Panoramic views of the coastline on the way to the Fragonard perfume factory (www.fragonard.com) in Eze, an area in Cote d'Azur, help distract me from the hours spent travelling on the coach from town to town. On average, we spend about four to five hours each day on the coach, but with pitstops for sightseeing and lunch.
Fragonard is a French perfumery house founded in 1926 and was named in honour of French painter Jean-Honore Fragonard (1732- 1806).
Our guide Marielle takes us through the steps of fragrancemaking. It takes three tonnes of fresh flowers soaked in water and steamed to extract just one litre of essential oils, for example.
She adds that it takes a perfumer seven to 10 years to perfect the art of perfume-making.
"You need to be born with a very sensitive nose to do this job. A person who makes perfume is not supposed to eat spicy food, smoke or drink alcohol," she adds.
SIDE TRIP TO MONACO
As Monaco sits on the border of southern France, I make a trip there en route to Nice. Monaco has an area of 202ha, about 350 times smaller than Singapore.
At the Saint Martin Gardens, a public garden in the city, I see seagulls gliding over the calm, turquoise waters of the Mediterranean. The garden opened in 1933 and boasts flora such as Aleppo pine trees, cacti and yellow agave.
A stone's throw away is the grand Monaco Cathedral, where famous actress Grace Kelly, former Princess of Monaco, is buried. She died in 1982.
Mr Moore points out an understated bungalow nearby that Princess Stephanie, Princess Kelly's daughter, calls home. Her brother, Prince Albert, is the reigning monarch of the city-state.
I also get a bird's eye view of Monte Carlo - a district in Monaco - from a spot next to the Prince's Palace of Monaco (www.palais.mc), the official residence of Prince Albert.
Even though the buildings are close together, it does not give a sense of claustrophobia, probably because of the sea view and hills surrounding the properties.
Before the brief detour to Monaco, I am in the glitzy town of Saint-Tropez on the French Riviera, about a two-hour drive from Monaco.
Long known as a playground for the rich and famous, Saint-Tropez is filled with nightclubs, fancy restaurants and branded boutiques such as luxury brand Dior.
But what sticks with me is the serendipity of stumbling into an open-air market at the Place des Lices in the town centre.
The market, which opens only on Tuesday and Saturday, reminds me of Singapore's night markets. There are plenty of booths with sellers peddling their wares and a food section.
Unlike Christmas markets in Paris, where festive decorations and goodies are sold, this nondescript market, where both locals and tourists visit, features books and shoes for a couple of euros, other knick-knacks and oddities such as skinned rabbits.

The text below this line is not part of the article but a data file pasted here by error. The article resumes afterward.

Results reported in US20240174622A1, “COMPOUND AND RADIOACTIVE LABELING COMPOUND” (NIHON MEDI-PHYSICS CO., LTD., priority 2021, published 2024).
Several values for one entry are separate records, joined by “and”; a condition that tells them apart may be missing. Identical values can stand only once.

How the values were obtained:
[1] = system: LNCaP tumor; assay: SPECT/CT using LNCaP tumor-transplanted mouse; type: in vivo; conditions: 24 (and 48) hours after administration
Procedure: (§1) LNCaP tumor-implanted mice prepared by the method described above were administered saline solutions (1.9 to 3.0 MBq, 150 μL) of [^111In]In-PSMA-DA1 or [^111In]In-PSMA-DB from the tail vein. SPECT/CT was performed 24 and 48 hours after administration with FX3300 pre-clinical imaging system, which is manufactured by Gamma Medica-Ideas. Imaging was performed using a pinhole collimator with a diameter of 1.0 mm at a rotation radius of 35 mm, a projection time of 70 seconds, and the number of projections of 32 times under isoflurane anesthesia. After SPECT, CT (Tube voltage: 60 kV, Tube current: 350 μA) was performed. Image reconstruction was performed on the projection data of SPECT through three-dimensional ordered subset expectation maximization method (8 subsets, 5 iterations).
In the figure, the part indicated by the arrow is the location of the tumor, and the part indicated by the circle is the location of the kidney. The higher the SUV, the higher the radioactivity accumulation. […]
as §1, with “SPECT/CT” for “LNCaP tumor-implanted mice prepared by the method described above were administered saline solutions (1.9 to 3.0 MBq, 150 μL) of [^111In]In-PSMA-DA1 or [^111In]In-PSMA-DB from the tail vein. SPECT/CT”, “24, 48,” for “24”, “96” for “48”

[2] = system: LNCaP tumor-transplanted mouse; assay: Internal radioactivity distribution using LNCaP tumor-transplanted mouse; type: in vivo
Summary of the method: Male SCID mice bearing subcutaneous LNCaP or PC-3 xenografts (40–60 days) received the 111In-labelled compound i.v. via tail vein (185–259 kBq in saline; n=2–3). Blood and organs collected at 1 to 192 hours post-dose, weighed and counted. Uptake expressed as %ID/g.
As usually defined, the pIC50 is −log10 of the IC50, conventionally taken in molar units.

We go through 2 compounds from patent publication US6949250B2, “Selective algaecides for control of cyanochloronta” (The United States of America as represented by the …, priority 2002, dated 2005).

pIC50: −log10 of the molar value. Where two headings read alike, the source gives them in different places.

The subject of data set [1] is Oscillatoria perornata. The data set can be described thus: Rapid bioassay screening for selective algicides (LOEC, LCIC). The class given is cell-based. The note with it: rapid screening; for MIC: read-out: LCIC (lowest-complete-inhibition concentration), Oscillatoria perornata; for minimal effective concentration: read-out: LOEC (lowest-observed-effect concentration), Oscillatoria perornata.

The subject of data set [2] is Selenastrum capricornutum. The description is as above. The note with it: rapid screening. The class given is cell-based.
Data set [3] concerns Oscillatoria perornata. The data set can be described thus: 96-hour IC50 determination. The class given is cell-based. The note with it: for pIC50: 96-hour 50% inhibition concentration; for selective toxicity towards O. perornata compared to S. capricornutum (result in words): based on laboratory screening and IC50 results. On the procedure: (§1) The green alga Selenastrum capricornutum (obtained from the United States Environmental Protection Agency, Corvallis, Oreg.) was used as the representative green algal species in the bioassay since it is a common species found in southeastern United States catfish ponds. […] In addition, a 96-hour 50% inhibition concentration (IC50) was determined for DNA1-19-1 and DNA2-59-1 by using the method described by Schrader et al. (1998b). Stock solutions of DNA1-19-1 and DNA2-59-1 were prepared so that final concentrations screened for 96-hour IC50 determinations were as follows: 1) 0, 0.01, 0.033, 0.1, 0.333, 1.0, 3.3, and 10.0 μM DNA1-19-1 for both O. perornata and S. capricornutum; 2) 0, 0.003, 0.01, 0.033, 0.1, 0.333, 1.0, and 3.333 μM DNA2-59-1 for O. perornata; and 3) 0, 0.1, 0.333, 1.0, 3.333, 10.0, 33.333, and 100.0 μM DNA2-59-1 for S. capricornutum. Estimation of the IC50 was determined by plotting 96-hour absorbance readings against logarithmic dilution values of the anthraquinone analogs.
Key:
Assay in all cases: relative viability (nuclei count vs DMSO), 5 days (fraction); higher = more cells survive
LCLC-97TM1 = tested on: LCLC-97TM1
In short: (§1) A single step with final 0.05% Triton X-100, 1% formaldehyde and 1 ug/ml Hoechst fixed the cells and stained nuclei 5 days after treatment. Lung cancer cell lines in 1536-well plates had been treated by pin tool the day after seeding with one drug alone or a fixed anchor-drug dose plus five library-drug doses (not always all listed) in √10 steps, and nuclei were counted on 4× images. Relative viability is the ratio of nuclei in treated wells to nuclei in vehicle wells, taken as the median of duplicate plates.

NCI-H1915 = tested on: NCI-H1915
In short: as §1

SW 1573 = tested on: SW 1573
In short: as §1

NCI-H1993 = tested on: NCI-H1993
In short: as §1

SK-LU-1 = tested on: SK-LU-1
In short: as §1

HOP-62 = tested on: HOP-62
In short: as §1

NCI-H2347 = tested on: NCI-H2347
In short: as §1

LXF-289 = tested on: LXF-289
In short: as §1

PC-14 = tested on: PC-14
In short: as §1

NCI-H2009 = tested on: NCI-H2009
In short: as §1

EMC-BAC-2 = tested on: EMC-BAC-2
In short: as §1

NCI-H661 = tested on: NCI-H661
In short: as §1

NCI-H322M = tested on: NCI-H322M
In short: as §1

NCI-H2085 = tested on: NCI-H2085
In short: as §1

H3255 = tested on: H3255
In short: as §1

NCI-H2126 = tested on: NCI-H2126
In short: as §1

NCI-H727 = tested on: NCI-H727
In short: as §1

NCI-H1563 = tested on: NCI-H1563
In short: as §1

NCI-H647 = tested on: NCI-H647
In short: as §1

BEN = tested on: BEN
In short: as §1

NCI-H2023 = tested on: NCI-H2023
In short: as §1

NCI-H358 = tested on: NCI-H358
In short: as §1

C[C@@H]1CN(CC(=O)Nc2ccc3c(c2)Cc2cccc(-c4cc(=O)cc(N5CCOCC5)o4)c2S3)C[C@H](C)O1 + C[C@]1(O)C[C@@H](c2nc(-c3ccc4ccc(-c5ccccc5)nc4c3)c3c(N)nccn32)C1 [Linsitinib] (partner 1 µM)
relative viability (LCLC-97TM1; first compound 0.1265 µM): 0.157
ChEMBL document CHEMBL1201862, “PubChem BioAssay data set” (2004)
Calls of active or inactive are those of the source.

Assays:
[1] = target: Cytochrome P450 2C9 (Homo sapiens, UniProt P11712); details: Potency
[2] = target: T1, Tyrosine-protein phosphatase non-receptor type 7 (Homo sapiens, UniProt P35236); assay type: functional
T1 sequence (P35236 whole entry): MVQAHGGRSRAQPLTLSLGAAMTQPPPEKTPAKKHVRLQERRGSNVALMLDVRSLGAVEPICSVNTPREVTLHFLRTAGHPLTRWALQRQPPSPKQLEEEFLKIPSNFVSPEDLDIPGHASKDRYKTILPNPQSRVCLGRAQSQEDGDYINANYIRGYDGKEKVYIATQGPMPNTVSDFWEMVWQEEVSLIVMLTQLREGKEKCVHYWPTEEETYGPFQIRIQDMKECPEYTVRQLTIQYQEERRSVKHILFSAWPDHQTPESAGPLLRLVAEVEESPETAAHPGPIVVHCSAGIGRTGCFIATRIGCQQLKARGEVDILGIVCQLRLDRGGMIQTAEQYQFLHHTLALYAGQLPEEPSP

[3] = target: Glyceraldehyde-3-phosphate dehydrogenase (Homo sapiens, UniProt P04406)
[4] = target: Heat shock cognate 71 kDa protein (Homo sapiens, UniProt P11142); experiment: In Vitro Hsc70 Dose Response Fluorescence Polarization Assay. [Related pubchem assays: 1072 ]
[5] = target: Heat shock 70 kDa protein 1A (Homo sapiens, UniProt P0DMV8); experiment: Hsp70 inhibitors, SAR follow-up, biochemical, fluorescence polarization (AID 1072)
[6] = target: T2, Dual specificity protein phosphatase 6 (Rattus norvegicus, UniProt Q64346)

But being less touristy does not mean everything is cheap. I gingerly return a cardigan to its rack once I find out it is going for €40 (S$62.90).
ST MAXIMIN LA SAINTE BAUME
During the trip in southern France, I visit churches too, a staple in any visit to France.
Hints of France's rich history of Roman Catholicism can be traced in the basilica we visit in the small town of St Maximin la Sainte Baume, a pitstop between Nice and Lyon. The town is about a two-hour drive from Nice.
Displayed in the crypt beneath the basilica are skeletal remains said to belong to biblical figure Mary Magdalene after a sarcophagus believed to be her tomb was discovered in the crypt in the 12th century.
I also visit the Pont du Gard (www.pontdugard.fr), an ancient Roman monument built in the first century in Avignon, about 21/2 hours by the TGV express train from Paris, and a Unesco World Heritage Site.
The bridge is the key part of a 50km-long ancient Roman aqueduct that supplied the city of Nimes with water. Unfortunately, I do not get to try Trafalgar's famed "Be My Guest" experience - in which travellers dine with local families in their homes - as it is Christmas Eve and locals are busy preparing for the next day.
But I still have an unforgettable evening at a Christmas market in L'Isle-sur-la-Sorgue, near Avignon, where I have oysters, sausages and potatoes coupled with great wine and conversation with my tour group.
The only downside to such an ambitious itinerary packed into just nine days is that my time at each destination is brief.
Nonetheless, I enjoy the myriad sights and sounds and am awed by the rich art and religious history that France has to offer.
Admittedly, I began this trip with some trepidation, the Paris attacks still fresh in my memory.
But I leave impressed by the French strength of character and resolve not to be cowed by terrorists.
• The writer's trip was sponsored by Trafalgar and Emirates.